An excellent document of the story of Pierre and his descendants was published in January 2005 for the Genealogical Research Society of New Orleans. It was authored by Anita R. Campeau and Donald J. Sharp. I wish to acknowledge credit to these authors for some of the details that follow.
Their study finds that Pierre “was chosen as the king’s consultant to investigate the ironworks of Saint-Maurice in New France.” This was in 1735, when he was age 28.
That enterprise was located on the St. Lawrence River, downstream from Quebec. It was from this endeavor that Pierre became an entrepreneur but had a business failure a few years later. After returning to France, he was appointed commissioner of roads in Louisiana, arriving in New Orleans in May 1743 to take up his new duties. Documents of the day refer to him as “Sieur Olivier,” and lead to the possibility that he was appointed by the new governor, Vaudreuil, successor to Bienville.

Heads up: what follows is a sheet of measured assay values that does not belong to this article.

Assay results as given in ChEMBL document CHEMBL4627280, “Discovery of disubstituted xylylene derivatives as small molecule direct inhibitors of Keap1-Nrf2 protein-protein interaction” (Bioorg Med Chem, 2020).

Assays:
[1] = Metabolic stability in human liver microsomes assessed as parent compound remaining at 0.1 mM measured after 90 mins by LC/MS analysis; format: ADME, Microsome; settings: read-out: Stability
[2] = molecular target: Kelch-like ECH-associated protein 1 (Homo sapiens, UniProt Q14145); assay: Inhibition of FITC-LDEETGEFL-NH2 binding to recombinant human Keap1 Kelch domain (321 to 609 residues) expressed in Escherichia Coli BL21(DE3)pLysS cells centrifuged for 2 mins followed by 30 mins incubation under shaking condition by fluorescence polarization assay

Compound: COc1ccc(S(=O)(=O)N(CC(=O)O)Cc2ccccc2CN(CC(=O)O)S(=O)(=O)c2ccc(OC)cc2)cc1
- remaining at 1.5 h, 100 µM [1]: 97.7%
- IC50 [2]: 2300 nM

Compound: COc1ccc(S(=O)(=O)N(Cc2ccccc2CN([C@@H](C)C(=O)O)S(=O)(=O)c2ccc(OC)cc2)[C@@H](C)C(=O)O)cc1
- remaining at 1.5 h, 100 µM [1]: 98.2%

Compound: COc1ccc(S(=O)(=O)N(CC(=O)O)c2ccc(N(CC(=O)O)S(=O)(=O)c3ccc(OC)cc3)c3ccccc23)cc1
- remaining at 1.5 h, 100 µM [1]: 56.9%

A new responsibility was given Olivier in 1747, naming him Grand Surveyor of the Colony. In that capacity, he was charged with establishing roads and levees. (A disclaimer: descendants accept no blame for the failures of levees in recent past, including those of Katrina.)
Olivier then petitioned for a place on the Superior Council, which was granted.
On orders from Vaudreuil, Olivier made a return trip to Canada in 1749. It was then that he married Marie-Joseph Duplessis. A copy of the original marriage certificate is contained in the Campeau-Sharp report; it is dated 14 June 1749, at Trois-Rivieres.
Olivier returned to New Orleans with his bride in 1750.
The couple produced eight children, the third of whom was Charles Frederic, born on September 6, 1752. He was my direct ancestor, who took the “dit”name de Forcelle.